“Dream Project”

Quantifying the Contribution of Outdoor-Sourced Environmental Tobacco Smoke on Residential Indoor Air Quality and its Health Impacts

We recently received real sensors…


It has been well established in the scientific literature that Environmental Tobacco Smoke (ETS), more commonly known as secondhand smoke, contains many carcinogenic compounds, and that there is no safe level of human exposure to ETS.  In a residential setting, the potential for adverse health impacts from ETS has received increasing attention in recent years as more people migrate to large cities and live in high-density housing, such as condominiums.  This research has resulted in suggestions to building design that eliminates air-flow between neighbouring units of multi-unit dwellings and laws that limit smoking to balconies.  However, the effect of outdoor-sourced ETS (OS-ETS) on indoor air quality may be of even greater concern, and has only recently started to be investigated.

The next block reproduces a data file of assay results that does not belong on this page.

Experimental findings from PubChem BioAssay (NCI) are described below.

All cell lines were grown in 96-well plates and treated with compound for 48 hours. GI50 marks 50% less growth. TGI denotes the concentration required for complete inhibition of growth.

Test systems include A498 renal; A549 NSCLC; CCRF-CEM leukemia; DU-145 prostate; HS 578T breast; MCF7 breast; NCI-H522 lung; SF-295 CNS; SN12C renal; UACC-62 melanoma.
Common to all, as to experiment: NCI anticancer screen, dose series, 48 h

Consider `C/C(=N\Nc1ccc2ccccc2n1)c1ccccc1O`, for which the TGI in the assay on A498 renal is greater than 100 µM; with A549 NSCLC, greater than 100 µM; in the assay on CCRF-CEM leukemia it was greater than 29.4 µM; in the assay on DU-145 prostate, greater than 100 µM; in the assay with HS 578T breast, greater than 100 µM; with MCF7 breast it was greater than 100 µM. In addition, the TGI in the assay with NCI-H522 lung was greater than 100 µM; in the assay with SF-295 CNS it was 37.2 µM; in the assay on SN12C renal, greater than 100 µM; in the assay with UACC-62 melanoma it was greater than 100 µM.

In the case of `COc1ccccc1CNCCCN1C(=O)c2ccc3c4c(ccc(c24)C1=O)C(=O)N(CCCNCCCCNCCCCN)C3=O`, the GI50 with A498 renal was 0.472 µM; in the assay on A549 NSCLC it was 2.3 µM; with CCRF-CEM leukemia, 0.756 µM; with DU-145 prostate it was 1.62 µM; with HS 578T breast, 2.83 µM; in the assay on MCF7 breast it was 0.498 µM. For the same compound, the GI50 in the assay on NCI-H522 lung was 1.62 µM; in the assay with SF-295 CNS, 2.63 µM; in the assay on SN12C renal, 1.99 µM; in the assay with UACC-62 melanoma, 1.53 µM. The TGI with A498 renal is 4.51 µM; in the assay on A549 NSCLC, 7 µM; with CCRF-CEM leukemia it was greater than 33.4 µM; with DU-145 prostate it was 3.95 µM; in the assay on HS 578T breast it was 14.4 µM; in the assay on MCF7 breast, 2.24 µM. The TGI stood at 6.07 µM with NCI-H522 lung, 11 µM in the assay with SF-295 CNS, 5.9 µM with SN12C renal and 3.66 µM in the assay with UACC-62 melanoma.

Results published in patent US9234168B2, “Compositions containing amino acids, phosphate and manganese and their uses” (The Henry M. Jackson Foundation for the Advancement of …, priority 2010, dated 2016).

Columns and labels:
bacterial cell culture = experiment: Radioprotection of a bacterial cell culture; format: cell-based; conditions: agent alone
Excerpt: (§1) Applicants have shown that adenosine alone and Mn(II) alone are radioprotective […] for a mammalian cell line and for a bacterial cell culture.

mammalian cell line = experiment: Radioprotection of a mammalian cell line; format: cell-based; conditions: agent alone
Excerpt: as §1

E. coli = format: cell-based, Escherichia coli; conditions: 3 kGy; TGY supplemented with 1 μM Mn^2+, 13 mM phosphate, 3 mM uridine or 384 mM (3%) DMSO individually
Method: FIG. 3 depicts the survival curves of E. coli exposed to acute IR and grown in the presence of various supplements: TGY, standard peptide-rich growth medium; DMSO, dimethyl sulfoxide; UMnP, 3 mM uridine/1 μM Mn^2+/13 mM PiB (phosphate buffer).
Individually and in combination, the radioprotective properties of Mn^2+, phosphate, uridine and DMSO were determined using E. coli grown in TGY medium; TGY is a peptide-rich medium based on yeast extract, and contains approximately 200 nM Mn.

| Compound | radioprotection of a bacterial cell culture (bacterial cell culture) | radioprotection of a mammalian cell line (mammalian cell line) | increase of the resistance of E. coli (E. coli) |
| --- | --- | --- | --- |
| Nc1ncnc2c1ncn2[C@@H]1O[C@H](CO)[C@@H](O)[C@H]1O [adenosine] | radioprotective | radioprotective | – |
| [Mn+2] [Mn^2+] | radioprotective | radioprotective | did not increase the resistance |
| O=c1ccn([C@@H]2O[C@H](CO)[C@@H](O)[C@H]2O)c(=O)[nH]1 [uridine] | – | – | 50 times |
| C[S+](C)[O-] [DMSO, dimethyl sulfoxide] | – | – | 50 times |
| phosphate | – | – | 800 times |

The goal of this project is to quantify the level of OS-ETS a resident may be exposed to, the potential health impacts of such exposure, and possible remedies to reduce or eliminate this exposure.

Data from a preliminary experiment conducted at OSU in Summer 2017. A source is released outdoors and the infiltration penetrating the building envelope with windows closed is captured by a PM2.5 sensor. Interestingly, while the external level of pollutant dissipates quickly, the infiltrated pollutant appears to demonstrate a much slower decay.


Particulate Matter Sensors
Testing particulate matter (PM) sensors. Sensors are getting cheap!